Ailing Robertson dethroned as Masters king

Neil Robertson's reign as snooker's Masters Champion is over at the first hurdle after the under-the-weather Australian's calamitous day began with him forgetting to bring his cue - and only got worse.

Robertson, among the strong favourites to defend one of the sport's major trophies at Alexandra Palace, might have known it would be one of those days when, a few minutes on the road from his Cambridge home on Sunday, he had to return to pick up the cue he'd absent-mindedly left at home.

Then, once at the London venue where he won his second Masters crown last year, he looked a shadow of himself in the tournament's opening game, feeling dreadful as he went down fighting 6-4 to fellow former world champ Shaun Murphy.

"In the circumstances, it was probably one of the best performances of my career," reflected Robertson, who had shown considerable resolve when 5-1 down and almost out.

"I had a horrendous bout of flu over the Christmas and New Year period and just been in bed really for a week and a half," the 40-year-old told Eurosport.

"I've only been doing about 45 minutes practice at my local club, about the best I could do, been on a lot of painkillers and was really struggling out there physically."

The Melburnian left-hander did take the opening frame with a 73 break after a Murphy miscue, but then had a wretched time, quite out of sorts as his normally immaculate break-building game malfunctioned.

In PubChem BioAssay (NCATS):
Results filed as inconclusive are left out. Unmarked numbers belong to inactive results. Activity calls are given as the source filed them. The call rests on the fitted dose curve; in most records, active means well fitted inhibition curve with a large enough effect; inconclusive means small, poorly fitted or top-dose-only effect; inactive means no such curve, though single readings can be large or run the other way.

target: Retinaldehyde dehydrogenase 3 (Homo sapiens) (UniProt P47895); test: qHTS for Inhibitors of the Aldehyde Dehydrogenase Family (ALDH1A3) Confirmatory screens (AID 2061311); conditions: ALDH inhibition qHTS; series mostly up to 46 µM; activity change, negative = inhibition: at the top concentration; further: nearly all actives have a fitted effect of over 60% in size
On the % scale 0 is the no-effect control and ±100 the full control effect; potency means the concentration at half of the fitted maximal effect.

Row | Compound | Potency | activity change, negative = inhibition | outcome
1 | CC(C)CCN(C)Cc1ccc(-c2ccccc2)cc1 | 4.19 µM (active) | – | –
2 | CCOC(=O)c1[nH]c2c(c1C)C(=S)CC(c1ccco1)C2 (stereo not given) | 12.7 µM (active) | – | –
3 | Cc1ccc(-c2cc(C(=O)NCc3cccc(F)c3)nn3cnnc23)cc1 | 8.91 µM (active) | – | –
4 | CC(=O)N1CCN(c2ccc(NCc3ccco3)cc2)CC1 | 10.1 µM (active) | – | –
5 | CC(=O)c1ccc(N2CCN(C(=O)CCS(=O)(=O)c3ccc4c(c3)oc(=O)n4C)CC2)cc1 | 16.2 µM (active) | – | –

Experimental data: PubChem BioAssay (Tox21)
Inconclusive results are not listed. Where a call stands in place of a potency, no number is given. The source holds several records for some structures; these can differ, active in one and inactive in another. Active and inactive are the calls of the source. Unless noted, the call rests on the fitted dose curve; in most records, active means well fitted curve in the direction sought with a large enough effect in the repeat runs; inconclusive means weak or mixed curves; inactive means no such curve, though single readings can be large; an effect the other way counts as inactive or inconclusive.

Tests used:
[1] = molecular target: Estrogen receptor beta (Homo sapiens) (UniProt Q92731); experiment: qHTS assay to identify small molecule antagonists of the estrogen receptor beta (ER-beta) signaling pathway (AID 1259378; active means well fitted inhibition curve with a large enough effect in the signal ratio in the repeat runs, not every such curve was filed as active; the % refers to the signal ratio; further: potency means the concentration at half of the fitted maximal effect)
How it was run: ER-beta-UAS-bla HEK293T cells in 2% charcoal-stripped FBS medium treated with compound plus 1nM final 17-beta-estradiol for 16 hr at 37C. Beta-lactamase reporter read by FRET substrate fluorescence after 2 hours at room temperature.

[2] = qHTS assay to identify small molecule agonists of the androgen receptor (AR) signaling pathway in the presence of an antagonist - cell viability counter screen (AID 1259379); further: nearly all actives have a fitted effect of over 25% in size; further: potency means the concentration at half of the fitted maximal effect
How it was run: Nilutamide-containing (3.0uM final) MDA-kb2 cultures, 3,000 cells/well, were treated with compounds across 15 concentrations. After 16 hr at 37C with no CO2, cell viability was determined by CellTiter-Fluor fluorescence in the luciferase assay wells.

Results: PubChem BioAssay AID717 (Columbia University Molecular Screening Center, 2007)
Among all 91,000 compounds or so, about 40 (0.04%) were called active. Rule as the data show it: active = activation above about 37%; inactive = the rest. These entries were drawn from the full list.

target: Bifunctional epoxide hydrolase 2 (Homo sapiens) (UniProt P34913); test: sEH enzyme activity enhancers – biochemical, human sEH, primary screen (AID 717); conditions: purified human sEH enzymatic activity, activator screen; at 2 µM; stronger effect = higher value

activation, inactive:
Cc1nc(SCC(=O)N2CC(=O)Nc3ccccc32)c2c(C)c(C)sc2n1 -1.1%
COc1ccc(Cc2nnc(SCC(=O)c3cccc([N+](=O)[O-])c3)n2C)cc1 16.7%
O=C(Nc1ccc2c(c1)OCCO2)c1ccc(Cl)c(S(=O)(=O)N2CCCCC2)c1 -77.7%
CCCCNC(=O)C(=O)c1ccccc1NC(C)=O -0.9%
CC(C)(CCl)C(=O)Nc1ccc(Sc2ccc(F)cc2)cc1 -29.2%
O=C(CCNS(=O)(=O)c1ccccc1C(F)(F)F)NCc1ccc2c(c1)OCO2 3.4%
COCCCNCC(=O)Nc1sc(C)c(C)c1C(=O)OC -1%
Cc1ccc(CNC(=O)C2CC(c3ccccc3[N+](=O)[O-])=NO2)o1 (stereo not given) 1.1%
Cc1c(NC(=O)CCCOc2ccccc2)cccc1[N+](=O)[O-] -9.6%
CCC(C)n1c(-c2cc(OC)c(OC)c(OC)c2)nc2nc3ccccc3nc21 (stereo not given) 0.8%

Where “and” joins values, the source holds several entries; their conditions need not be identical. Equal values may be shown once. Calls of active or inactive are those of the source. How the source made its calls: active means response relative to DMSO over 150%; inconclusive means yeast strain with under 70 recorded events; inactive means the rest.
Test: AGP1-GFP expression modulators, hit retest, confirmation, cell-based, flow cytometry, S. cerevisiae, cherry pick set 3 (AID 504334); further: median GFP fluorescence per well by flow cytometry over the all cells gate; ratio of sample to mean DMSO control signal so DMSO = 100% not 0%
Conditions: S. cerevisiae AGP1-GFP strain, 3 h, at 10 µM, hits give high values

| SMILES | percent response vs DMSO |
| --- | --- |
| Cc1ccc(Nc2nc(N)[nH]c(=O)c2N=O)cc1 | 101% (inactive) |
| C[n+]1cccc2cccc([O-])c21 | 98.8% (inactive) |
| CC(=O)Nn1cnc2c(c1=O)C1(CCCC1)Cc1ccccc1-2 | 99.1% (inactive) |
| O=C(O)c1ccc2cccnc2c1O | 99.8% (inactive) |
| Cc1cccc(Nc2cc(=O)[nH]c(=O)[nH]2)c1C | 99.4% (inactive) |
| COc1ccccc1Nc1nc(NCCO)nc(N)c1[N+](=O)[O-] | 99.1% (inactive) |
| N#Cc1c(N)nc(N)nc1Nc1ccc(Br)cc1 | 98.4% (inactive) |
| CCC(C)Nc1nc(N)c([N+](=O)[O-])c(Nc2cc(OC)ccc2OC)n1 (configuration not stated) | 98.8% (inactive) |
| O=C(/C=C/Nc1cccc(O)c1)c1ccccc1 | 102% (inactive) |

He lost five frames on the bounce while only managing to rack up a highest break of 38 with Murphy missing a green that should have wrapped up a 6-1 win.

Instead, Robertson eked out a win in that marathon 48-minute frame and then, in Murphy's words, "played snooker from the Gods" for 45 minutes with breaks of 84 and 104 to bring the match back to 5-4.

Though he was delighted to make that 104, Robertson had even been on for a maximum 147 amid growing excitement from the crowd until he missed a difficult long 14th red.

But the Victorian couldn't keep the magic going in the 10th frame, as he admitted to feeling "disappointed" to exit the prestigious 16-man tournament.

"The crowd gave me something, especially during the 147 attempt, so at least I felt I could make some kind of match of it, but Sean let me off the hook really," said Robertson.

"I was struggling so much physically, it was only really during the 147 attempt that the adrenaline kicked in, like a second wind - but, physically, my knees were shaking on early every shot at that point."